Thursday, March 22, 2018

The Madres (review)

Spoilers ahoy!

In the 1970s and 80ss Argentina felt the impact of "The Dirty War," an attempt by the very conservative junta to reshape the nation in their own image, by the most ruthless of methods including torture and murder and censorship.  Disagreeing with the government as well as any form of protest ended up illegal.  Even helping the poor could prove enough to earn arrest.

Credit: Ed Krieger
Against this backdrop an increasingly large group of women began to march, in the names of children and grandchildren who had gone missing. Many of these women, dubbed The Madres, went missing themselves. But they had a slow but sure impact upon history, one felt today over a generation later as the bloody wounds of that time continue to heal (sometimes only slightly if at all).

Stephanie Alison Walker's play takes place squarely in this nightmare time, but focuses upon one family only as they seek to at least mitigate their own horror story.  Josefina Acosta (Denise Blasor) lives with her daughter Carolina (Arianna Ortiz), both grappling with the latter's daughter having become one of the Desaparecidas, the "Disappeared."  While Josefina seeks to simply endure, to be as little offense as possible, Carolina feels a burning need to act. Her marching as one of the Madres spurs visits--first from Padre Juan (Gabriel Romero) who now works at a government prison, then from Diego (Alexander Pimentel) a former schoolboy with Carolina's missing daughter, now a soldier who has found his mission as a supporter of the junta, sporting a very real cruel streak and not the slightest awareness of that fact, even as he revels in emotional torture.  Padre Juan on the other hand, he seems to be fundamentally a coward.  Both come to this household to quietly warn them to stop having "dangerous associations."

Credit: Ed Krieger
The entire play takes place in one room, a seemingly ordinary parlor which becomes more and more obviously a cell in one gigantic, albeit relatively genteel, concentration camp.  It functions as a polemic, yes, but more as a portrait.  Here we see how benevolence and courage can be repressed or become mere whims, perhaps acts of manipulation.  Yet the drive for self preservation becomes eclipsed by emotional wounds, a fierce desire to prevent others from suffering as they have.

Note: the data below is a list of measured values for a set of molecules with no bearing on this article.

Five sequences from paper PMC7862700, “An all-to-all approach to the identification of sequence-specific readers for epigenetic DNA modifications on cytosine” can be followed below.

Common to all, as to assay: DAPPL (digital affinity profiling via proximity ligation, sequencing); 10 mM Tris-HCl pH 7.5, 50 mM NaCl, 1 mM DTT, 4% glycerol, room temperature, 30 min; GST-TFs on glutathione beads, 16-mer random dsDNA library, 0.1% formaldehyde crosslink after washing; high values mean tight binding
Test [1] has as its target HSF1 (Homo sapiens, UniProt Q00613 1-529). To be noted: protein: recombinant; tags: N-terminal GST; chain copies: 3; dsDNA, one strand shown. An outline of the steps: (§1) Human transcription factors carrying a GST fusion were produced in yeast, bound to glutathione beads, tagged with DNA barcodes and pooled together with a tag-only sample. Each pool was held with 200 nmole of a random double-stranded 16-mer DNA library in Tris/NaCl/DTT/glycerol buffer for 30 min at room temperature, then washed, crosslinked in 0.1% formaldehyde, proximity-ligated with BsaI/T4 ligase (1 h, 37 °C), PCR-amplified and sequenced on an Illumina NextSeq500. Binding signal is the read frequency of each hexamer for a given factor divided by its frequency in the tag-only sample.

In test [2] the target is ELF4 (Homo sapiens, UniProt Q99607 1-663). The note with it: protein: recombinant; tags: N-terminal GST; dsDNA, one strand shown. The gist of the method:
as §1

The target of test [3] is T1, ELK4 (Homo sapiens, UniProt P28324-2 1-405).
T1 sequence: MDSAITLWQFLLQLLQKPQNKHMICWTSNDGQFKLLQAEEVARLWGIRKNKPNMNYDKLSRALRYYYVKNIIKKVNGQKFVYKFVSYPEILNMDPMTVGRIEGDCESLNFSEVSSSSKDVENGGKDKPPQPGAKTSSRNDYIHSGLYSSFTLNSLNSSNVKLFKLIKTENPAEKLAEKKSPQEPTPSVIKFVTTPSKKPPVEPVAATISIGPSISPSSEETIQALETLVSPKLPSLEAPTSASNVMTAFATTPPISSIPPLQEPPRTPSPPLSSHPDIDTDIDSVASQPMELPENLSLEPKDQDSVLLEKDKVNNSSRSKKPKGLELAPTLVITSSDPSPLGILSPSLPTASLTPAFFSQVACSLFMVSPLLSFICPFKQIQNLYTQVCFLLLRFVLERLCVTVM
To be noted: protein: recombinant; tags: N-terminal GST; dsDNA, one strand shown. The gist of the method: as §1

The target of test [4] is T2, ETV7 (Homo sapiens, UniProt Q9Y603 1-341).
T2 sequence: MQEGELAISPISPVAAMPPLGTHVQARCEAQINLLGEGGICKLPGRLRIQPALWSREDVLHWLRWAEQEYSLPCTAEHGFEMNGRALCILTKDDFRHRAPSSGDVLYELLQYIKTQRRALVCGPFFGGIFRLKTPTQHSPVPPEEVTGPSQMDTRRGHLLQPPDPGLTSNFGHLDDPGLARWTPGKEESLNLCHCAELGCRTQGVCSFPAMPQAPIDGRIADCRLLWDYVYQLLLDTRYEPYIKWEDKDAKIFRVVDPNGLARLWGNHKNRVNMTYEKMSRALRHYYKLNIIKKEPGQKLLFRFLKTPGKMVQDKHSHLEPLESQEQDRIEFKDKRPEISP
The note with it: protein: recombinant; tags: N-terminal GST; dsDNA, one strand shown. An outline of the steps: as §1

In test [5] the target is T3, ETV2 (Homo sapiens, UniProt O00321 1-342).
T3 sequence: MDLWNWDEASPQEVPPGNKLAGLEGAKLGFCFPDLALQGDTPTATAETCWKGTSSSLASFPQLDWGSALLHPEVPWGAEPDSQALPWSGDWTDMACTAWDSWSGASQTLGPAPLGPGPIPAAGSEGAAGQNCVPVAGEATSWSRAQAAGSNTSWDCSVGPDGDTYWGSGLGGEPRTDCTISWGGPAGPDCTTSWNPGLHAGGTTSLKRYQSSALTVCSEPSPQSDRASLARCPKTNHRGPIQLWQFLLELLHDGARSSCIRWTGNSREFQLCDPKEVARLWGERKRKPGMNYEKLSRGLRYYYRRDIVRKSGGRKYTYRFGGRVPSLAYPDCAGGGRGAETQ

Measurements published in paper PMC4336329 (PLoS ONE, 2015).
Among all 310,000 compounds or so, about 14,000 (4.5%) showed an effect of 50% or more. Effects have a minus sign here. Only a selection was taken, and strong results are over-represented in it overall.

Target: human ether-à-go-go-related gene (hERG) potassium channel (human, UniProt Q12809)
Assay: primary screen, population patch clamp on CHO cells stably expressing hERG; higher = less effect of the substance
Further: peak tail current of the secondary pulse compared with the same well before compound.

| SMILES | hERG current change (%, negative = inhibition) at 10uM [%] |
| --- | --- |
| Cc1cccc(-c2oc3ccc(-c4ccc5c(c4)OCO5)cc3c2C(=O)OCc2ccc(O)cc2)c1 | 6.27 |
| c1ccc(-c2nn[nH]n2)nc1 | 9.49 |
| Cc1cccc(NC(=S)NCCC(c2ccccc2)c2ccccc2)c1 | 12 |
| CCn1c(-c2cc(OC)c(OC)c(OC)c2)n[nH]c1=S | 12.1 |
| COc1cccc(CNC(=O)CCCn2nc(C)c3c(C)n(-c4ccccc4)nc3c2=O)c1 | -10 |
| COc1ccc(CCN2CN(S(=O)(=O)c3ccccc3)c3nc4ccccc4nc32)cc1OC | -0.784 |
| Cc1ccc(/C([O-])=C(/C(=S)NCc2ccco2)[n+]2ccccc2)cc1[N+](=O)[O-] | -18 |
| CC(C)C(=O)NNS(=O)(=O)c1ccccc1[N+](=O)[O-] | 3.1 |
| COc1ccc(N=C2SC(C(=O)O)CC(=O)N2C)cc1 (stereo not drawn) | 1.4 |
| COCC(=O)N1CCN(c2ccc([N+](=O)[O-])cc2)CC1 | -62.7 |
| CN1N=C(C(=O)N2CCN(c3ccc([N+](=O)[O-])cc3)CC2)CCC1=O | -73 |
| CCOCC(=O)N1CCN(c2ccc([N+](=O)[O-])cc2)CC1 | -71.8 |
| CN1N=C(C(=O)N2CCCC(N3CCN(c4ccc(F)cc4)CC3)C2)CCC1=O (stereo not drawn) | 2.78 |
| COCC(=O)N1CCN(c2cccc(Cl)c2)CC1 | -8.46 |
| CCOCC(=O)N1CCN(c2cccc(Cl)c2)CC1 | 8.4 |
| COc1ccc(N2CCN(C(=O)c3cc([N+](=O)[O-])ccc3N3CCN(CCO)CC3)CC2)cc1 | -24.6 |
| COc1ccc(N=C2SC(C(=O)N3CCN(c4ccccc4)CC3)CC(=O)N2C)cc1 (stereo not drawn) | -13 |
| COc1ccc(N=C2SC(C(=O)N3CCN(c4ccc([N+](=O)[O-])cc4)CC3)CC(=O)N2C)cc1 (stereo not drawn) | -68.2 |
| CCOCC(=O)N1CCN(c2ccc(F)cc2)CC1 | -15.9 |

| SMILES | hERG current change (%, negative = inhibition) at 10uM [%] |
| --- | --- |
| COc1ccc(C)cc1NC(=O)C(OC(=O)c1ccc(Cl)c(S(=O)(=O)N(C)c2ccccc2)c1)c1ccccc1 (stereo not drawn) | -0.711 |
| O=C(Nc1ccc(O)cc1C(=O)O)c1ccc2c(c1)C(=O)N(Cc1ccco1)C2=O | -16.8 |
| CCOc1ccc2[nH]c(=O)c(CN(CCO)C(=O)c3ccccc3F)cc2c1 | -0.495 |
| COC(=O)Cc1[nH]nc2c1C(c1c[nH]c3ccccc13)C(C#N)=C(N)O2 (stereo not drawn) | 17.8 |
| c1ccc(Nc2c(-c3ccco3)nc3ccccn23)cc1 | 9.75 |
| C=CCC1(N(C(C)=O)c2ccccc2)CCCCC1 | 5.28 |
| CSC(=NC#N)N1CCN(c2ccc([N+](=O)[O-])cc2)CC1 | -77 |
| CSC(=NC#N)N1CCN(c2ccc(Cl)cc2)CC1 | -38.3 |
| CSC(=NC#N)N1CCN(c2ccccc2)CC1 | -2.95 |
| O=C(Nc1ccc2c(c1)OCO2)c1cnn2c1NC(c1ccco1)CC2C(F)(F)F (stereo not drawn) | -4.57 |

It makes for a powerful narrative, draining and yet invigorating at the same time.  Also, it marks moments of real courage that history shows helped stop a great nation from sliding totally into the kind of horror we see today in places like North Korea.  For Argentina never became a true totalitarian state, with all decency ground down to nothing.  Even the butchers of the regime had to tell themselves they were doing good, where sacrificing for a better future, preserving and protecting others.  Hypocrisy? Maybe. But it became a tool for the brave but seemingly powerless to change their homeland.  Maybe not every Desaparecida (Natalie Llerena) will be saved. But in time, they will stop Disappearing, while some may survive.

Credit: Ed Krieger
Topical, don't you think?

Mind you, the full context of the play at times feels alien to such a total anglo like myself, but that context becomes clear enough.  So what if I don't know what that drink they all make for each other actually is?  Or I don't recognize most of the food or musicians mentioned?  Pretty soon it fades into the background, becoming the fabric of a life only alien in a few details.  The people, though--the man who means well but lacks the moral fiber to act, the conservative woman who cannot help herself when faced with deceit and viciousness, the firebrand keeping personal terror at bay, the weakling who finds a way to feel strong and smothers his former self in return, the innocent girl tortured in so many ways yet still full of kindness.  Therein lies the common humanity, which in turn gives each performance its power.

The Madres plays Fridays and Saturdays at 8:30pm and Sundays at 2pm, then Mondays at 8pm through April 29, 2018 at the Skylight Theatre, 1816 1/2 North Vermont Blvd (next to Skylight Books), Los Angeles CA 90027.

1 comment:

Unknown said...

Thank you for your review. On the performance you saw it was Margarita Lamas who starred as "Josefina." Denise Blasor won't be stepping in until early April.

-Tony Abatemarco, Co-Producer at Skylight